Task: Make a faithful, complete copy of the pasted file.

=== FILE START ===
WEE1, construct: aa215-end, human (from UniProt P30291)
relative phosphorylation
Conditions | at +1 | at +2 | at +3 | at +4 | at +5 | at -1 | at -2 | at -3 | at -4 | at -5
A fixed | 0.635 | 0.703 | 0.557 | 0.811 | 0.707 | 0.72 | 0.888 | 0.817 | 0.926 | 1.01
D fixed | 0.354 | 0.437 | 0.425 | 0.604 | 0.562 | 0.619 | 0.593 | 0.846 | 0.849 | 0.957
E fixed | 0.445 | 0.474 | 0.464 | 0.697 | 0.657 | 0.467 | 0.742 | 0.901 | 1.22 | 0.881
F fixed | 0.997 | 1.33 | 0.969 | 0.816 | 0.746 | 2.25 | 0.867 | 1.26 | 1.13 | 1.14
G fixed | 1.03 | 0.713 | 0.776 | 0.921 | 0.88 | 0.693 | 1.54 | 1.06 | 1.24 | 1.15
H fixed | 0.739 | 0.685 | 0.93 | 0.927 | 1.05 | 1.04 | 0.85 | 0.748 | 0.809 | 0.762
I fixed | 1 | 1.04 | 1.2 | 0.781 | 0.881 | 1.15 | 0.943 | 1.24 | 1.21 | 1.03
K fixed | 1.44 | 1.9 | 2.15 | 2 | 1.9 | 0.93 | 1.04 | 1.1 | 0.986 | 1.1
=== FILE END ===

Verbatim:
WEE1, construct: aa215-end, human (from UniProt P30291)
relative phosphorylation
Conditions | at +1 | at +2 | at +3 | at +4 | at +5 | at -1 | at -2 | at -3 | at -4 | at -5
A fixed | 0.635 | 0.703 | 0.557 | 0.811 | 0.707 | 0.72 | 0.888 | 0.817 | 0.926 | 1.01
D fixed | 0.354 | 0.437 | 0.425 | 0.604 | 0.562 | 0.619 | 0.593 | 0.846 | 0.849 | 0.957
E fixed | 0.445 | 0.474 | 0.464 | 0.697 | 0.657 | 0.467 | 0.742 | 0.901 | 1.22 | 0.881
F fixed | 0.997 | 1.33 | 0.969 | 0.816 | 0.746 | 2.25 | 0.867 | 1.26 | 1.13 | 1.14
G fixed | 1.03 | 0.713 | 0.776 | 0.921 | 0.88 | 0.693 | 1.54 | 1.06 | 1.24 | 1.15
H fixed | 0.739 | 0.685 | 0.93 | 0.927 | 1.05 | 1.04 | 0.85 | 0.748 | 0.809 | 0.762
I fixed | 1 | 1.04 | 1.2 | 0.781 | 0.881 | 1.15 | 0.943 | 1.24 | 1.21 | 1.03
K fixed | 1.44 | 1.9 | 2.15 | 2 | 1.9 | 0.93 | 1.04 | 1.1 | 0.986 | 1.1